Perhaps the single most notorious characteristic of the vampire is his penchant for drinking blood. Most dead creatures (ghosts, demons …) in the Indo-European and Semitic world are considered thirsty, not just vampires. While some dead were content with any liquid offered, vampires almost always choose blood.

Throughout history the many liquid substances (milk, honey and wine) offered in sacrifice to the dead, to spirits and to gods, were symbols of blood. Sacrificial blood was itself obtained from animals in classical times, and from human sacrifice among Asians, Africans, aboriginal Americans, and from prehistoric Europeans.

Alan Dundes (The Vampire; A Casebook) suggests that aging and dying are correlated to dehydrating; the same way a ripe plum shrivels into a prune. He further hypothesizes that people, therefore, assumed that the dead would be thirsty since they are dried out. This belief led to the practice of pouring libations on graves to appease the dead. This belief was later applied to vampires who went looking for their offerings.

Another answer is that the dead’s craving for liquids is not merely to regain the appearance of youth, but to give them life again, blood being the supreme elixir of life.

Blood both fascinates us and repulses us; it simultaneously represents purity and impurity, the sacred and the profane, life and death. Little wonder then that it is heavily used in religious, magic rituals as well as art creation where it is often associated with the violence of sacrifice, whether as an offering, a punishment, or atonement.

Ritual sacrifices worldwide have been predominantly blood sacrifices; it is with blood that gods are bribed, appeased, or enlisted in human enterprises, as hunting, farming or war. For the Inca of Peru and the Aztecs of Mexico, (human) blood sacrifice ensured cosmic regularity; for the Israelites, blood sacrifice established and maintained the covenant of God with his people. In each case, ritually spilled blood reinstates or ensures the continuation of order (fertility) and proper human relations with the gods or God.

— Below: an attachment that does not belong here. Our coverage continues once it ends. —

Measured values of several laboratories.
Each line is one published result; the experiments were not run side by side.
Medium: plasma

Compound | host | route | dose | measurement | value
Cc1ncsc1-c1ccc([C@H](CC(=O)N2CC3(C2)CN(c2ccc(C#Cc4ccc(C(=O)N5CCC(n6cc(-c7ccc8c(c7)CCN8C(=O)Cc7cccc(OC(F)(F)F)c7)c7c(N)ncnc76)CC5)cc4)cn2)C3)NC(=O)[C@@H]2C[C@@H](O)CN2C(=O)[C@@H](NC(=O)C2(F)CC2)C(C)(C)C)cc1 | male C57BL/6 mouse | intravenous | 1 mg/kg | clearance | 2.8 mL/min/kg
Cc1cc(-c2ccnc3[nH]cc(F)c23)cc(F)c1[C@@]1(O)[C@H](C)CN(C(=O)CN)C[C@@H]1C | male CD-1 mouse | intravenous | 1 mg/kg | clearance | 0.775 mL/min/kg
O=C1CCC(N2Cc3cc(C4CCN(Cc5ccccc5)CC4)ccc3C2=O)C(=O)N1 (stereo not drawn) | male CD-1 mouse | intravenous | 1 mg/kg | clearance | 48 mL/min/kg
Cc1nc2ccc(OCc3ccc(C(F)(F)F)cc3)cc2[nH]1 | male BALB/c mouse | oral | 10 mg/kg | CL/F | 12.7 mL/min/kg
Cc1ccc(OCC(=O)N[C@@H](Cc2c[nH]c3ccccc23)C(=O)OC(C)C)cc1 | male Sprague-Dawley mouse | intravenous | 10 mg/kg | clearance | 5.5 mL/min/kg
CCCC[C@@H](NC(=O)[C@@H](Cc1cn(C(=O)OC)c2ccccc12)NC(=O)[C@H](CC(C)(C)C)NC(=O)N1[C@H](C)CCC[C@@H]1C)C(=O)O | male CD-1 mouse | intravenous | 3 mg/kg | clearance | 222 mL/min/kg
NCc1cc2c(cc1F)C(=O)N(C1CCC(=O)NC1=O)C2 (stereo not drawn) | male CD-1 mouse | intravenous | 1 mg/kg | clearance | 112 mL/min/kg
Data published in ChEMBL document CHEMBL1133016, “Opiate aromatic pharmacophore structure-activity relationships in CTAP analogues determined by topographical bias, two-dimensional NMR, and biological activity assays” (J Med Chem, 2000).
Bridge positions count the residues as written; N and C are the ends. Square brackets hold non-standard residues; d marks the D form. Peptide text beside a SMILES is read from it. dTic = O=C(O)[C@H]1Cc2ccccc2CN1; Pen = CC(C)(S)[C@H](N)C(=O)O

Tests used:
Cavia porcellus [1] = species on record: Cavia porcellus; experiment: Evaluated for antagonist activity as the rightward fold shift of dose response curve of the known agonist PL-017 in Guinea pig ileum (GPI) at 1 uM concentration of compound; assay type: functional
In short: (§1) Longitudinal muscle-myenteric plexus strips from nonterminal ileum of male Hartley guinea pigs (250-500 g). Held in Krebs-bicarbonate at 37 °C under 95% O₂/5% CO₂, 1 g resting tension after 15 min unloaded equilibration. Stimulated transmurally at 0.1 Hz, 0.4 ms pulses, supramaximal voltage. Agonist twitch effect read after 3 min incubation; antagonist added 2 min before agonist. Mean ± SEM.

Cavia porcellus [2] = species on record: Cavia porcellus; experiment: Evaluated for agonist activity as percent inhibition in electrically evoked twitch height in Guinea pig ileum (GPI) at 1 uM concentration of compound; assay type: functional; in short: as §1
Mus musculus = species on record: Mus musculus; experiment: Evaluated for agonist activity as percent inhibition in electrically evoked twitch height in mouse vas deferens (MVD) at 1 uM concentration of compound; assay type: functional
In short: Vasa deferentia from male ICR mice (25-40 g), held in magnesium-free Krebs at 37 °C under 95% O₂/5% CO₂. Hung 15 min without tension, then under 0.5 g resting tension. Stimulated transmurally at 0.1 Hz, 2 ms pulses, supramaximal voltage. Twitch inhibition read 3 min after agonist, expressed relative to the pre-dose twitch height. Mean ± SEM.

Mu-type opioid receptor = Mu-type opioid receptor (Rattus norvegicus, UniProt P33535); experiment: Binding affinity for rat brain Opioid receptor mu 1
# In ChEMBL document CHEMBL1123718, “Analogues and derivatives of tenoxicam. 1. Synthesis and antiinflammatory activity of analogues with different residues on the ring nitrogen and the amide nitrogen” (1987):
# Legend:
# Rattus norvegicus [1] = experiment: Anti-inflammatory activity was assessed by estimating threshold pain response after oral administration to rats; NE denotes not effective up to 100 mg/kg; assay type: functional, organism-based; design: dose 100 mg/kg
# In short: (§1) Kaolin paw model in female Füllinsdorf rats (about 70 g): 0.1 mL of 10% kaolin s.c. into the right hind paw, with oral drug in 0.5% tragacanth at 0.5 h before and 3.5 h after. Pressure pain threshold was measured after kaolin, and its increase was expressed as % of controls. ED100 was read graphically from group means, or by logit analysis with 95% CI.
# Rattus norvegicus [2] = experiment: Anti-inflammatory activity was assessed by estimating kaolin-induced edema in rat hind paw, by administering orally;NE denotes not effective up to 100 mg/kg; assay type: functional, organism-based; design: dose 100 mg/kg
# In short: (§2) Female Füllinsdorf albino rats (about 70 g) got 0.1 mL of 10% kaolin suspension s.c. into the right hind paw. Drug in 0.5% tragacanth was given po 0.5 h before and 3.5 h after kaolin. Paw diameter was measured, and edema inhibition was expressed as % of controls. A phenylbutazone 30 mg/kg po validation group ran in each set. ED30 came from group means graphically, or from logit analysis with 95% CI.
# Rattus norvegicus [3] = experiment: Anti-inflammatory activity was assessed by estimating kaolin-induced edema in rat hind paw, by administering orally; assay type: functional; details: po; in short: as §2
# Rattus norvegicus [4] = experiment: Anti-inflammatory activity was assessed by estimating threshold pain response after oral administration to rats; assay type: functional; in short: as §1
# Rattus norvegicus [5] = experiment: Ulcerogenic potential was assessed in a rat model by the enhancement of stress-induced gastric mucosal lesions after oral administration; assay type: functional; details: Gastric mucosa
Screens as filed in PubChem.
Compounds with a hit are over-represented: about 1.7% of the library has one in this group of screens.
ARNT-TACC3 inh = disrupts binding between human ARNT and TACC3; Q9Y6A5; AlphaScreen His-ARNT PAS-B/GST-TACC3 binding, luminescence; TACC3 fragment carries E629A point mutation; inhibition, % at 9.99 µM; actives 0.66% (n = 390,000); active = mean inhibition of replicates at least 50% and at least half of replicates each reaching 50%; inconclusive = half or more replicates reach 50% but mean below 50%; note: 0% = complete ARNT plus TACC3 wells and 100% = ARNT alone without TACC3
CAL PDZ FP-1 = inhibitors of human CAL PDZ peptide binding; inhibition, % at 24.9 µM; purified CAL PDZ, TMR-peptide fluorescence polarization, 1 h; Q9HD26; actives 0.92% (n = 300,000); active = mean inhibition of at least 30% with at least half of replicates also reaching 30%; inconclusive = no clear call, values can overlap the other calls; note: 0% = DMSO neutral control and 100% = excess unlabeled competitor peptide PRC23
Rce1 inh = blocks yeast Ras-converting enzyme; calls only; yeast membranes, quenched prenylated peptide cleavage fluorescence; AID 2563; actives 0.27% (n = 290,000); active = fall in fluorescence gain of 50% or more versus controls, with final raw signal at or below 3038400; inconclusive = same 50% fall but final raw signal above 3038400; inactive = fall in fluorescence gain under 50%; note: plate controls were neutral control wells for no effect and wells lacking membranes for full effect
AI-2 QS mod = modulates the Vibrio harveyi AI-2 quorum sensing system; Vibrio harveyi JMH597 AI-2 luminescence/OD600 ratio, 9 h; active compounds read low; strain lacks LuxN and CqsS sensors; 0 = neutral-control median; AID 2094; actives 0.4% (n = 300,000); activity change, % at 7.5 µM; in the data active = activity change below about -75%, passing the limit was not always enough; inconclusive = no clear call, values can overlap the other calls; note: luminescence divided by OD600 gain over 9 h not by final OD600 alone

When shamanism is associated with women, blood letting during menstruation is an important part of ‘walking with the spirits’.  Followers of the cult of Kali in India often drink blood. Sisir Das, a practitioner of Hindu occult rituals, drank the goats’ blood of 207 sacrificed goats at the Kali temple in Bengal’s Midnapore district over the course of four days.

Among the Germanic tribes (such as the Anglo-Saxons and the Norsemen), blood was used during their sacrifices; the Blóts. The blood was considered to have the power of its originator, and, after the butchering, the blood was sprinkled on the walls, on the statues of the gods, and on the participants themselves. This act of sprinkling blood was called blóedsian in Old English, and the terminology was borrowed by the Roman Catholic Church becoming to bless and blessing. The Ancient Greeks believed that the blood of the gods, ichor, was a substance that was poisonous to mortals.

In a similar fashion, the history of art is full of images of blood, from the representations of wounded animals in the cave paintings of Lascaux to the most recent representations of extreme Body Art.

In his book ‘Violence and the Sacred‘, Rene Girards’ theory of sacrifice states,

    “The physical metamorphoses of spilt blood can stand for the double nature of violence…Blood serves to illustrate that the same substance can stain or cleanse, contaminate or purify, drive men to fury and murder or appease their anger and restore them to life”
    (Girard, 1972)